inhabitants

x 30 days = 300,

FCt= net cash flow in period t Rt = gross revenue in period t Ct = cost in period t It = investment in period t Q total Tt = tax in period t r = discount or required rate of return T = period in which project ends

=

300,000 m3 30 x 86,400 s

= 0.1157 m3 / s

5.1.2 Net present value Q

billed

=

0.24 x 106 m3 30 x 86,400 s

= 0.0926 m3 / s

A project’s net present value (NPV) is the sum of the present values of the cash flows from each year of the project’s life, both positive and negative (Damodaran 2004). NPV represents the sum of updated cash flows minus any initial investment. The discount rate used should be compatible with the opportunity cost of capital. To be attractive to an investor, the NPV should be at least zero. An NPV of zero is a necessary condition for minimum and proper compensation for the investor’s opportunity cost of capital. NPV is calculated as follows:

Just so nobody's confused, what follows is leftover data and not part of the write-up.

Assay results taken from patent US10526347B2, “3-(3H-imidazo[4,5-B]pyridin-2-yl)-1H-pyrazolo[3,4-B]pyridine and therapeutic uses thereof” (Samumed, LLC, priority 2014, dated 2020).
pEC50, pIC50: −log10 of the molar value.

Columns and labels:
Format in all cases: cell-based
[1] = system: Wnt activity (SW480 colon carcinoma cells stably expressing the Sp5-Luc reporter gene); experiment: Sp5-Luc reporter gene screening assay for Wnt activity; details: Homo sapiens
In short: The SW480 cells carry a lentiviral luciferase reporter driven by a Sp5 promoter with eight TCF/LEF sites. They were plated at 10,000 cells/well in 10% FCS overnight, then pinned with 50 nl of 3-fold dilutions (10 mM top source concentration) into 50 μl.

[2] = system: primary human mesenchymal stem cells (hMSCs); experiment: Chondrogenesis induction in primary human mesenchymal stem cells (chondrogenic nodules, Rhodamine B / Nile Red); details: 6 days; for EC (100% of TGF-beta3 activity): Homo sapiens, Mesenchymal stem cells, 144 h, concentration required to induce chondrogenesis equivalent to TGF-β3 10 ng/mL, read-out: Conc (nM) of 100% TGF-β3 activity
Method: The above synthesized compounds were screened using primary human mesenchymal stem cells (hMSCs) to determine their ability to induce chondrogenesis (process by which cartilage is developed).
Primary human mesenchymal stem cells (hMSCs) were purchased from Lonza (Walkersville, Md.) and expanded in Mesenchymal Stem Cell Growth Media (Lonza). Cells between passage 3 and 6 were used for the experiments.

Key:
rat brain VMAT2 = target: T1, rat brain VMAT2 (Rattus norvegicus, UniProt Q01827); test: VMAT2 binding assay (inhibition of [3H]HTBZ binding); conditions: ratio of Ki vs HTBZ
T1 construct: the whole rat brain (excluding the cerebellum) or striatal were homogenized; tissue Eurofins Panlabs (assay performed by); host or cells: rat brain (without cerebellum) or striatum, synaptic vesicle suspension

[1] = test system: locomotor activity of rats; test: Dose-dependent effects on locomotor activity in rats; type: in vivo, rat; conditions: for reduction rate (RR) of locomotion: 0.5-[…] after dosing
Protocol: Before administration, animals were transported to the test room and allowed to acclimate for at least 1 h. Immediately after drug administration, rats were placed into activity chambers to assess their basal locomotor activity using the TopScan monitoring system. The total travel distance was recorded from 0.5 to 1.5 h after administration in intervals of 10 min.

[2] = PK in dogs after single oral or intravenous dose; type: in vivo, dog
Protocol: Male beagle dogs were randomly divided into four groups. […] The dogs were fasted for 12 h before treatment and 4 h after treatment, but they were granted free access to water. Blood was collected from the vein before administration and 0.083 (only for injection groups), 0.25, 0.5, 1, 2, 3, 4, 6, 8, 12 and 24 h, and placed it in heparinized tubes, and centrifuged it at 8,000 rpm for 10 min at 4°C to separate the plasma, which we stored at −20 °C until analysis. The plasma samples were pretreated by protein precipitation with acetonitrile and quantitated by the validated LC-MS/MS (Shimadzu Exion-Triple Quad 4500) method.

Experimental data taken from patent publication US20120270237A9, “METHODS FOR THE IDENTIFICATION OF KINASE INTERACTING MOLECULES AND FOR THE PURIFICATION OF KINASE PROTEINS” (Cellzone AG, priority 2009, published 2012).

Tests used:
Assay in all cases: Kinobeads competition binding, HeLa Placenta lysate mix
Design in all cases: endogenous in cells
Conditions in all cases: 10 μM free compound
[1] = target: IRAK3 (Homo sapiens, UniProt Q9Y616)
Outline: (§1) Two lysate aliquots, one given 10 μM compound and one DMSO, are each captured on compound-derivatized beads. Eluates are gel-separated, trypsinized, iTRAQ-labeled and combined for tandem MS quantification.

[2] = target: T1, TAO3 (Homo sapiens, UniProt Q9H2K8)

NPV =

t=0


T

FCt (1+r)t

NPV = 0 =

t=0


T

FCt (1+IRR)t

Payback =


Initial
31

t

Manual for Performance-Based Contracting by Water Utility Companies

000 m3 / month 0.24 x 106 m3 3 = = 0.0926 m / s moments in time. When NPV = 0, r is called the internal rate of return (IRR). This formula enables the comparison of values over different 0) x 100% = 20% illed 30 x 86,400 s

5.1.3 Internal rate of return
A project’s IRR is the discount rate which makes the project’s NPV equal to zero. (Damodaran 2004). Altogether, the IRR can be defined as the interest rate that makes two sets of capital (cash inflow and cash outflow) have the same NPV (Gittman 1997). Mathematically, the IRR can be written as the rate that sets the cash flows’ NPV equation equal to zero.

tants

y

x 30 days = 300,000 m3 T FCt NPV = 0 = (1+IRR)t
t=0

Payback =

T t=1

FCt

(1+r)t

Initial investment